Here is our version after tracing the outline of the sculpture. (Note that we changed the background color to red, as this seemed to make it a bit easier to find the edges.)


Once you've traced the outline to your satisfaction:

  • Click the view button at to center-top of the editor Window to switch to OUTPUT view and see the output slice.
  • Change the background to red so you can see the slice outlines a bit more clearly.

You should now see something like this:


You may be a bit surprised to see a dotted rectangle enclosing your shape. Where are all the points you just made? Don't worry: switch back to INPUT view for a moment and you'll see they are still there. (Make sure to switch back to OUTPUT view before continuing.)

The dotted outline is the Output Quad Slice, a quadrilateral that encloses the final result after all the sub-slices are combined into the final, composited input slice. The Output Quad Slice behaves very much like the quadrilateral you saw when using the Rectangle mapping mode. If you drag the four corners, you'll see that perspective correction is being applied; you can also zoom or rotate the Output Quad Slice independently of the input slice.

So, that's the first critical point about Composite mapping: you can edit the individual points of a sub-slice only when working in INPUT view. When you're in output view, you can only adjust the Output Quad Slice.

You've probably noticed that our slice has a little flaw: we can see the grass inside behind the sculpture, inside of his arm. As we fix that problem, you'll learn about the other critical difference between composite and the other mapping modes.

For this step, choose an input view of SPLIT H. Below the Sub-Slice List, click the "Triangle" button to add a new, triangular sub-slice that fills the frame. You'll see something like this:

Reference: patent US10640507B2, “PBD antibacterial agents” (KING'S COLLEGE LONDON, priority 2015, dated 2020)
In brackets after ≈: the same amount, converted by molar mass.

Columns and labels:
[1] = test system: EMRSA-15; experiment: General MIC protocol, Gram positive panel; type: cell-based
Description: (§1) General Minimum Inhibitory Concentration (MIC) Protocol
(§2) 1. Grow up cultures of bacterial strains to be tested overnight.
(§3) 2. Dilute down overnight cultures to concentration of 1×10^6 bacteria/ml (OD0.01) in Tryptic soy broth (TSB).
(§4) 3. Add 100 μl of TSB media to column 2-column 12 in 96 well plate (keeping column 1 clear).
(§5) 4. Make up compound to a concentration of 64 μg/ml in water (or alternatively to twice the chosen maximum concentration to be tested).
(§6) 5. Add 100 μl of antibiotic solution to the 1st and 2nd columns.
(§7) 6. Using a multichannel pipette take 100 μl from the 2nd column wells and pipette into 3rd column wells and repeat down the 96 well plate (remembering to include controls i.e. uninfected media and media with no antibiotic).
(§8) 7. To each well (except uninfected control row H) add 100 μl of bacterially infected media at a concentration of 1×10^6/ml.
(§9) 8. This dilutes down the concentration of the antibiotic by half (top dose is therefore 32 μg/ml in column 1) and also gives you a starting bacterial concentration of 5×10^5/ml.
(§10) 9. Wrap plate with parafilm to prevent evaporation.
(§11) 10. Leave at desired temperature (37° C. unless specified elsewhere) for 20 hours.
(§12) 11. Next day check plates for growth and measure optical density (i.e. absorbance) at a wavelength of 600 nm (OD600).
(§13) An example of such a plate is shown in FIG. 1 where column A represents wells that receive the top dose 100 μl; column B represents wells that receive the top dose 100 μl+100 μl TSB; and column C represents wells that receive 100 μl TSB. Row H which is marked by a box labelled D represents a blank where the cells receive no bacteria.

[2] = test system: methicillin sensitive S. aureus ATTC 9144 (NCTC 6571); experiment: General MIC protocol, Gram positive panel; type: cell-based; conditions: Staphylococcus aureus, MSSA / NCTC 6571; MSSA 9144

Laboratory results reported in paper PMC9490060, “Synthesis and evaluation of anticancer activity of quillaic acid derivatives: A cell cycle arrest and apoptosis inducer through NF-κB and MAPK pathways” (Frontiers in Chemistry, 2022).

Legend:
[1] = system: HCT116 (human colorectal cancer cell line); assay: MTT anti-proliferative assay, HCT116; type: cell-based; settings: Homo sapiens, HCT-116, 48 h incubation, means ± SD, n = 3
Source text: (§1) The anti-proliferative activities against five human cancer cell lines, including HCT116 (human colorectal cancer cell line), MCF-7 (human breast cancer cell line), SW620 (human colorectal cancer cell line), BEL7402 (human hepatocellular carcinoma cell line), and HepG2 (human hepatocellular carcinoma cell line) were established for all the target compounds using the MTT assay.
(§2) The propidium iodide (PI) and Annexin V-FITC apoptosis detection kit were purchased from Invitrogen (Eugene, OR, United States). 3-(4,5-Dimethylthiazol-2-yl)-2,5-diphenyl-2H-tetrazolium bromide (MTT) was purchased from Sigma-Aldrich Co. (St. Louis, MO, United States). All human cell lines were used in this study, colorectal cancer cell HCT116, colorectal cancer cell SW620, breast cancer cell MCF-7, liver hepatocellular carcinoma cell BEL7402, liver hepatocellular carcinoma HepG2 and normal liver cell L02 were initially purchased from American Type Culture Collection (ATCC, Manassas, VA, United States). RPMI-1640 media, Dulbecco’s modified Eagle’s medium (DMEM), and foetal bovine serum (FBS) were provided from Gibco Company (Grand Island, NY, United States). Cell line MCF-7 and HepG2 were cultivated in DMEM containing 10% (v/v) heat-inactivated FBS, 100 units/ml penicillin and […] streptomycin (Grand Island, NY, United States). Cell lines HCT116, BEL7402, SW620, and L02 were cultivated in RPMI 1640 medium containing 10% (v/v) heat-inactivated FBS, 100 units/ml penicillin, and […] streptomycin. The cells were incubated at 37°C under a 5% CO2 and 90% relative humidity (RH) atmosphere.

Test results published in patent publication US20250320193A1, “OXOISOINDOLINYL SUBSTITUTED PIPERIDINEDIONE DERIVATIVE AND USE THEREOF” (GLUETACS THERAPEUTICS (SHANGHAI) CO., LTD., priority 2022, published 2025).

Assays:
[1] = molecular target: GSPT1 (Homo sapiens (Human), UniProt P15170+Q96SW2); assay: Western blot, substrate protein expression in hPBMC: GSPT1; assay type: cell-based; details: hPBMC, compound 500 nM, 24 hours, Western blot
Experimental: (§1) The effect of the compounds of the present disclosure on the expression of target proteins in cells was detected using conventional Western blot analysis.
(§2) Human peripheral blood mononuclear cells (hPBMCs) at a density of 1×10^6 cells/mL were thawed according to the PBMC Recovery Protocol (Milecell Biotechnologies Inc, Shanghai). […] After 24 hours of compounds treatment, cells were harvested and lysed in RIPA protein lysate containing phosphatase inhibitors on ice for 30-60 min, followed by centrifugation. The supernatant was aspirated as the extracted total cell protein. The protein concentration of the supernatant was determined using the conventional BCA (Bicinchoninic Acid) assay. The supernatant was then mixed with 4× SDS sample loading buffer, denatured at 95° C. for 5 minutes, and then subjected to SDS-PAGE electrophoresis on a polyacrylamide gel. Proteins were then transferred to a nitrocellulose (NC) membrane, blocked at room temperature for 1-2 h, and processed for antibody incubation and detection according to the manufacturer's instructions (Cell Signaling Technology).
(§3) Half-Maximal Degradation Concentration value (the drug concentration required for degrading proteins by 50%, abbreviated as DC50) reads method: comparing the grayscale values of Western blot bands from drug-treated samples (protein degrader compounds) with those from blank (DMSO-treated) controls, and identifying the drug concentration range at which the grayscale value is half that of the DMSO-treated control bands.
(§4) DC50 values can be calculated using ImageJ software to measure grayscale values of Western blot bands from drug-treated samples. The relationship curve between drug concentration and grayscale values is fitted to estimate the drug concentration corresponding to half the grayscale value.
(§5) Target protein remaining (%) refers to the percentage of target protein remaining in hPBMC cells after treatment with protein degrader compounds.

Now, paying close attention to the shape of the Output Quad Slice, choose Undo from the Edit menu. You might be surprised to notice that the quad changed shape – it got smaller. Choose Redo from the Edit menu to restore the triangle sub-slice you added a minute ago. The Output Quad Slice gets bigger.

So, that illustrates critical point number two about Composite mapping:

When making an adjustment to an input sub-slice, the the Output Quad Slice automatically grows or shrinks to enclose the composited input slice.

This is not the same behavior as the other mappings, where a change to an input slice never changes the shape or orientation of the output. But the idea behind the Composite mapping mode is to preserve the aspect ratio of the composited input slice. To ensure that happens, IzzyMap adjusts the Output Quad Slice when you make an adjustment to any input sub-slice. (Adding a new sub-slice is considered to be an adjustment.)

Let's see this special behavior in action. In the INPUT view on the left, click in the center of the new triangle and drag it around with the mouse. You'll see the Output Quad Slice responds by adjusting it's size to accommodate the position of the triangle.